This article, which is based on the descriptive-analytical method, by considering the concept of authoritarianism, focuses on the Central Asian republics and tries to analyze the roots of the growth and consolidation of authoritarianism in the Central Asian countries. Thus, the main question of the article is, “what are the factors of the emergence and consolidation of authoritarianism in post-Soviet Central Asia?” The article argues that factors of authoritarianism in Central Asia are derived from two general categories of internal and external factors, which are in a mutual relationship.
The internal factors are divided into three subcategories: Political, economic, and cultural. Central Asia lacked any experience of Western-style democracy and statehood before its creation in the 1920s. One of the dominant keys in internal factors is the political socializing of Central Asia’s leaders and citizens who lived under the Soviet Union’s authoritarian sovereignty and are the heirs of the Soviet Union’s legacy, especially in the way of governance. In addition, the article focuses on the political culture of the region, which is based on the utmost impact of political construction of power from the social construction of power through the reciprocal relationship between clans and government elites. Finally, the article has argued the impact of the economical factor with three aspects of the rate of government revenue, the independence of government revenue from society, and foreign trade partners in which the EU and China have a tangible and influential role.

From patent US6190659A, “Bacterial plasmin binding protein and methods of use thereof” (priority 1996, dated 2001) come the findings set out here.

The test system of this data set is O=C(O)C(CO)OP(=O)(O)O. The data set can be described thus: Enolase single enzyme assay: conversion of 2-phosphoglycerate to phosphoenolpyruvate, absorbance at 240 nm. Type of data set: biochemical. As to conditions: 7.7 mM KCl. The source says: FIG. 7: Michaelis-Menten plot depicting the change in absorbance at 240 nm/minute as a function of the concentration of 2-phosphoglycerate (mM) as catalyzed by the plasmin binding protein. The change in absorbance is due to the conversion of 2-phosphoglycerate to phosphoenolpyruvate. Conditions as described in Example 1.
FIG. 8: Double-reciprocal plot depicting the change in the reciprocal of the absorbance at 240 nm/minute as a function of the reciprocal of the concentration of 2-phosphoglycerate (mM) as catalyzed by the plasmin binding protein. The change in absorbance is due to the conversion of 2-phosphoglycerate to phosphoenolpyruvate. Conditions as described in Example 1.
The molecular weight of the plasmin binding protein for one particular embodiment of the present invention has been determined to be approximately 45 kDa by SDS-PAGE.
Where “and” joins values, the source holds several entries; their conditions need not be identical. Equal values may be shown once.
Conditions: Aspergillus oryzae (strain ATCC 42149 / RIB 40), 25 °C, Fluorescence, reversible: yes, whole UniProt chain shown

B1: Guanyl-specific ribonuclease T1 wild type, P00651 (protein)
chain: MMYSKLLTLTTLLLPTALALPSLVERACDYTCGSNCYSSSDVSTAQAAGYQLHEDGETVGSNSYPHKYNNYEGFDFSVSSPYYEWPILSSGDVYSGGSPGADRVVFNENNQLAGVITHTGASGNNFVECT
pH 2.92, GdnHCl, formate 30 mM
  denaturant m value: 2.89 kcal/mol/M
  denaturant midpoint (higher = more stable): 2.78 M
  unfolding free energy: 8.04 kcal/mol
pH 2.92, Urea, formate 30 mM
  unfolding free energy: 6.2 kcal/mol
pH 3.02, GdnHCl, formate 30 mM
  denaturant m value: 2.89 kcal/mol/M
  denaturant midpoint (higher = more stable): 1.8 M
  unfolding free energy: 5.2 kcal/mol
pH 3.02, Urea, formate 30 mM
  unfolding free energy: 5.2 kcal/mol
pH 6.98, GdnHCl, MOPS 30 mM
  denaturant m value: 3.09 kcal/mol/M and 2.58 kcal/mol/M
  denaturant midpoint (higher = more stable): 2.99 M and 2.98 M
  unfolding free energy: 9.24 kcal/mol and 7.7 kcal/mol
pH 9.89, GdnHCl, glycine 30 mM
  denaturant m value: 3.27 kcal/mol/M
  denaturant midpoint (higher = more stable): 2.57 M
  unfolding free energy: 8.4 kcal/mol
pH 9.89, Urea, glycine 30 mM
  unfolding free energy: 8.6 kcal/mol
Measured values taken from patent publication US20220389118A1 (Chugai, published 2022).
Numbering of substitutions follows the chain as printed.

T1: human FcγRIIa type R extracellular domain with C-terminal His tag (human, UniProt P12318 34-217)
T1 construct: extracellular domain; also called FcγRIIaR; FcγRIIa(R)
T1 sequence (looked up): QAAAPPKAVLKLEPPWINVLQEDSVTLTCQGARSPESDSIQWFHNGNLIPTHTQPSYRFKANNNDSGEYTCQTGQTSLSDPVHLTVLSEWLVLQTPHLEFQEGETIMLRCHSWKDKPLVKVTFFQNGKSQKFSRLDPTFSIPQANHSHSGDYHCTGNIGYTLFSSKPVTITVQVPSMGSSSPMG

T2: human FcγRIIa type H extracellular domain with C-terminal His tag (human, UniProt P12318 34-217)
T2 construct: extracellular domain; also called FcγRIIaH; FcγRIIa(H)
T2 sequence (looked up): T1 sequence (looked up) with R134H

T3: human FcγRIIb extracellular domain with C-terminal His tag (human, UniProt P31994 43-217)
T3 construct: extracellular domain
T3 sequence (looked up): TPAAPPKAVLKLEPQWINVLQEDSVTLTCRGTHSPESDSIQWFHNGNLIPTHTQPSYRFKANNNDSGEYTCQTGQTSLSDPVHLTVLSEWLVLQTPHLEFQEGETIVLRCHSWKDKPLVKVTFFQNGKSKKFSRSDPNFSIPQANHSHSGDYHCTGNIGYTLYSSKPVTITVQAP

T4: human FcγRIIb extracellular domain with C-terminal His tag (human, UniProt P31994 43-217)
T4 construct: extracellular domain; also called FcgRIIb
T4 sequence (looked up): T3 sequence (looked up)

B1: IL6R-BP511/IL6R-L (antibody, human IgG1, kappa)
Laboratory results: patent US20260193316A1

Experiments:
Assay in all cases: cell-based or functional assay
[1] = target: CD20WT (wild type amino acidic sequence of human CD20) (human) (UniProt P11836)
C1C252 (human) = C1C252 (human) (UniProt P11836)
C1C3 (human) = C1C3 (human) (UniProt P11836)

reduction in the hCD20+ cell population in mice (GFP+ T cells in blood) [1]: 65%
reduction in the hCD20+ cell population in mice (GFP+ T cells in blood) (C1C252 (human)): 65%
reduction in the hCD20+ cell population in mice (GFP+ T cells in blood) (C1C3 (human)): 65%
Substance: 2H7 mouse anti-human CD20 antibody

The external factors are divided into two subcategories: First, the level of foreign affairs, which means the extent of foreign relationships and international interactions. In Central Asia, as the extent of foreign affairs, especially with the EU and the west increases, it causes less authoritarianism and the promotion of democratic characteristics such as the issue of human rights. Conversely, as the extent decreases and delimits to Russia and China, it promotes authoritarianism and the less manifestation of democratic characteristics.